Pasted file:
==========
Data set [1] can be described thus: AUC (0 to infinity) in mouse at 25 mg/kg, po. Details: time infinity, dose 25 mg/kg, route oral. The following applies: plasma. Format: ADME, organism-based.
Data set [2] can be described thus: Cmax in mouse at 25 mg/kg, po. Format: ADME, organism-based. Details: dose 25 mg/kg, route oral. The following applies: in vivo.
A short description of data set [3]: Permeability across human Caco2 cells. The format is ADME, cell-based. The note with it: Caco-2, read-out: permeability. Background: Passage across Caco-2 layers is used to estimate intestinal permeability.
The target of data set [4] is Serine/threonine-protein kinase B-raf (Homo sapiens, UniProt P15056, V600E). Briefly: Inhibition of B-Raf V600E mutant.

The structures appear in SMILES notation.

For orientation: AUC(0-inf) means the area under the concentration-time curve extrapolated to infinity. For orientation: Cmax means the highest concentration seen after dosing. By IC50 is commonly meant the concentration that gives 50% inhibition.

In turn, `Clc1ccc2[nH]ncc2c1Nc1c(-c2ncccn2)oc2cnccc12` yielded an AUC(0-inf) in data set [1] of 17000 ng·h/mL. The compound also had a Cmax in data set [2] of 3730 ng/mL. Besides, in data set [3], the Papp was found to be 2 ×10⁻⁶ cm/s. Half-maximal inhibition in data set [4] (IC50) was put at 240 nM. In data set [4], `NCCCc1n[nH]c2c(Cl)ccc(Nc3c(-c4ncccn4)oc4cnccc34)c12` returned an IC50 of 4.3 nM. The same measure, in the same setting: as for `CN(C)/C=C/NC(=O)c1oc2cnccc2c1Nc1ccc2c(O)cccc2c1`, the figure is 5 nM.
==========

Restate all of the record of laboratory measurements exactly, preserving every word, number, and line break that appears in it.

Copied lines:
Data set [1] can be described thus: AUC (0 to infinity) in mouse at 25 mg/kg, po. Details: time infinity, dose 25 mg/kg, route oral. The following applies: plasma. Format: ADME, organism-based.
Data set [2] can be described thus: Cmax in mouse at 25 mg/kg, po. Format: ADME, organism-based. Details: dose 25 mg/kg, route oral. The following applies: in vivo.
A short description of data set [3]: Permeability across human Caco2 cells. The format is ADME, cell-based. The note with it: Caco-2, read-out: permeability. Background: Passage across Caco-2 layers is used to estimate intestinal permeability.
The target of data set [4] is Serine/threonine-protein kinase B-raf (Homo sapiens, UniProt P15056, V600E). Briefly: Inhibition of B-Raf V600E mutant.

The structures appear in SMILES notation.

For orientation: AUC(0-inf) means the area under the concentration-time curve extrapolated to infinity. For orientation: Cmax means the highest concentration seen after dosing. By IC50 is commonly meant the concentration that gives 50% inhibition.

In turn, `Clc1ccc2[nH]ncc2c1Nc1c(-c2ncccn2)oc2cnccc12` yielded an AUC(0-inf) in data set [1] of 17000 ng·h/mL. The compound also had a Cmax in data set [2] of 3730 ng/mL. Besides, in data set [3], the Papp was found to be 2 ×10⁻⁶ cm/s. Half-maximal inhibition in data set [4] (IC50) was put at 240 nM. In data set [4], `NCCCc1n[nH]c2c(Cl)ccc(Nc3c(-c4ncccn4)oc4cnccc34)c12` returned an IC50 of 4.3 nM. The same measure, in the same setting: as for `CN(C)/C=C/NC(=O)c1oc2cnccc2c1Nc1ccc2c(O)cccc2c1`, the figure is 5 nM.